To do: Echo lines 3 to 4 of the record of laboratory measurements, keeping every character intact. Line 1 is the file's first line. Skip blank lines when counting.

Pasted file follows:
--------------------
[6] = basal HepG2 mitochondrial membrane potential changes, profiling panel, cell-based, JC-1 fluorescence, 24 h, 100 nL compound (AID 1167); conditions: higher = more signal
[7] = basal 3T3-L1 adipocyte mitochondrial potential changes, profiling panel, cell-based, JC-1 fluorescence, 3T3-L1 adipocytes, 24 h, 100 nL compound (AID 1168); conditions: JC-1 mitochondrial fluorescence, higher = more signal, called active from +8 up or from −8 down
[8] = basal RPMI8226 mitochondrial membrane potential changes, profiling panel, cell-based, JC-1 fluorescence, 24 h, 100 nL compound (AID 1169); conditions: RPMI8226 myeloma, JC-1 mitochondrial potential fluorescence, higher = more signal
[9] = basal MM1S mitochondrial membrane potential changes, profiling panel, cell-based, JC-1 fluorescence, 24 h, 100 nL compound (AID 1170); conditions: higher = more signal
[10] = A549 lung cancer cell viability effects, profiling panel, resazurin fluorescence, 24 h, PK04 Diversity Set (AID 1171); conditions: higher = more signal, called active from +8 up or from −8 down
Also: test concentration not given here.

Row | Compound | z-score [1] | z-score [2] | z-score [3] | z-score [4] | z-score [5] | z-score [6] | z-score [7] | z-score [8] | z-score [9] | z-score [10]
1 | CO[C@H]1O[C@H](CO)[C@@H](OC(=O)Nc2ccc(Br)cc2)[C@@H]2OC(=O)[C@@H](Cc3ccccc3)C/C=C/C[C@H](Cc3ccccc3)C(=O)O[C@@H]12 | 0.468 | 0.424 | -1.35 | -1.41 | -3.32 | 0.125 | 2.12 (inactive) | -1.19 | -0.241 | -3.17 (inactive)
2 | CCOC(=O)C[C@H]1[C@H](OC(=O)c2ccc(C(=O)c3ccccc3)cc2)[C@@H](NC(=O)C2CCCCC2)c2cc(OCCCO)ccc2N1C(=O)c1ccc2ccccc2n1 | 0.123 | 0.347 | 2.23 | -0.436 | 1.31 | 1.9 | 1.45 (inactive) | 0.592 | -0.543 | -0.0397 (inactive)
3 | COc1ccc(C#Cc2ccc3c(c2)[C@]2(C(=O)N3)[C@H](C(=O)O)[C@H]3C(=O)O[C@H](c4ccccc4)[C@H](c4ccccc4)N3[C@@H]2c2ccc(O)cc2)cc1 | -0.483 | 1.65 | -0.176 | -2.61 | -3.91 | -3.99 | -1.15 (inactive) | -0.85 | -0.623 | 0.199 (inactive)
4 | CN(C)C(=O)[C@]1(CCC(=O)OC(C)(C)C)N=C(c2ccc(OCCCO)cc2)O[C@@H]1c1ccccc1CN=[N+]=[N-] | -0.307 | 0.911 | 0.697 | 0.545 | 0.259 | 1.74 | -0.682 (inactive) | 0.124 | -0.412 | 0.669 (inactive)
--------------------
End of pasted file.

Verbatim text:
[8] = basal RPMI8226 mitochondrial membrane potential changes, profiling panel, cell-based, JC-1 fluorescence, 24 h, 100 nL compound (AID 1169); conditions: RPMI8226 myeloma, JC-1 mitochondrial potential fluorescence, higher = more signal
[9] = basal MM1S mitochondrial membrane potential changes, profiling panel, cell-based, JC-1 fluorescence, 24 h, 100 nL compound (AID 1170); conditions: higher = more signal